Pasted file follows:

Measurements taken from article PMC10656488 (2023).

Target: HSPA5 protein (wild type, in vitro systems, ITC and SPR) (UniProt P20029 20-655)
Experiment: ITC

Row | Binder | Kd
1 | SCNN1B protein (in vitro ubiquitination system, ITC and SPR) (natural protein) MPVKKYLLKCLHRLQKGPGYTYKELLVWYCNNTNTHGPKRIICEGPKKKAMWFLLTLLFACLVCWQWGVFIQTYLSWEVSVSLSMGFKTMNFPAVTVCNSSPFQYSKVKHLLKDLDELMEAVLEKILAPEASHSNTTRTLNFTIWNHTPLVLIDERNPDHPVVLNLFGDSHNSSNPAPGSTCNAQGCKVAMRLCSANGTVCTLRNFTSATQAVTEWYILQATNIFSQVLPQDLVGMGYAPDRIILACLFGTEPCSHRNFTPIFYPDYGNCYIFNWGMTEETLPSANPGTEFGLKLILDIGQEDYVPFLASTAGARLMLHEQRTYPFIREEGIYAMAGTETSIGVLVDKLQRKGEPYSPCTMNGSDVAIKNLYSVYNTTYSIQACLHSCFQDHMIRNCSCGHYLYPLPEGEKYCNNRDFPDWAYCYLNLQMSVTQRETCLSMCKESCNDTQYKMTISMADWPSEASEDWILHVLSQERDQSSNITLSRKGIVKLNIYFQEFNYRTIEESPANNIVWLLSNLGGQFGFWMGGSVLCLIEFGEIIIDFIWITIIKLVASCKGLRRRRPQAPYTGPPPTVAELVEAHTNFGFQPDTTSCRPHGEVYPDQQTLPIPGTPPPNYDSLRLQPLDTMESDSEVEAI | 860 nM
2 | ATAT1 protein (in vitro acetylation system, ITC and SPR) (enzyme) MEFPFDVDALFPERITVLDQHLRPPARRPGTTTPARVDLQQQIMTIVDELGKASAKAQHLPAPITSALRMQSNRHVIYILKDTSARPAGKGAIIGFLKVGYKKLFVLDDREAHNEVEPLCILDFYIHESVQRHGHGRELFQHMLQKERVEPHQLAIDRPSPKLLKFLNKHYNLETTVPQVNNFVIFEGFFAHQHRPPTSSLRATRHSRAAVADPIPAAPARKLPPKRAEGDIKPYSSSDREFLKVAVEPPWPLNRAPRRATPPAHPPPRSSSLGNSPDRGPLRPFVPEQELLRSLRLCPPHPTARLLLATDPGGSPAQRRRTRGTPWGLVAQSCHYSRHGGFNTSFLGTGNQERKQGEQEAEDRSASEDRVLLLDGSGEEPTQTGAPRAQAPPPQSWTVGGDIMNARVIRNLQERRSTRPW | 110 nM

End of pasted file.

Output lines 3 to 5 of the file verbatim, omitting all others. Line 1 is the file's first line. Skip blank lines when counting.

Experiment: ITC

Row | Binder | Kd
1 | SCNN1B protein (in vitro ubiquitination system, ITC and SPR) (natural protein) MPVKKYLLKCLHRLQKGPGYTYKELLVWYCNNTNTHGPKRIICEGPKKKAMWFLLTLLFACLVCWQWGVFIQTYLSWEVSVSLSMGFKTMNFPAVTVCNSSPFQYSKVKHLLKDLDELMEAVLEKILAPEASHSNTTRTLNFTIWNHTPLVLIDERNPDHPVVLNLFGDSHNSSNPAPGSTCNAQGCKVAMRLCSANGTVCTLRNFTSATQAVTEWYILQATNIFSQVLPQDLVGMGYAPDRIILACLFGTEPCSHRNFTPIFYPDYGNCYIFNWGMTEETLPSANPGTEFGLKLILDIGQEDYVPFLASTAGARLMLHEQRTYPFIREEGIYAMAGTETSIGVLVDKLQRKGEPYSPCTMNGSDVAIKNLYSVYNTTYSIQACLHSCFQDHMIRNCSCGHYLYPLPEGEKYCNNRDFPDWAYCYLNLQMSVTQRETCLSMCKESCNDTQYKMTISMADWPSEASEDWILHVLSQERDQSSNITLSRKGIVKLNIYFQEFNYRTIEESPANNIVWLLSNLGGQFGFWMGGSVLCLIEFGEIIIDFIWITIIKLVASCKGLRRRRPQAPYTGPPPTVAELVEAHTNFGFQPDTTSCRPHGEVYPDQQTLPIPGTPPPNYDSLRLQPLDTMESDSEVEAI | 860 nM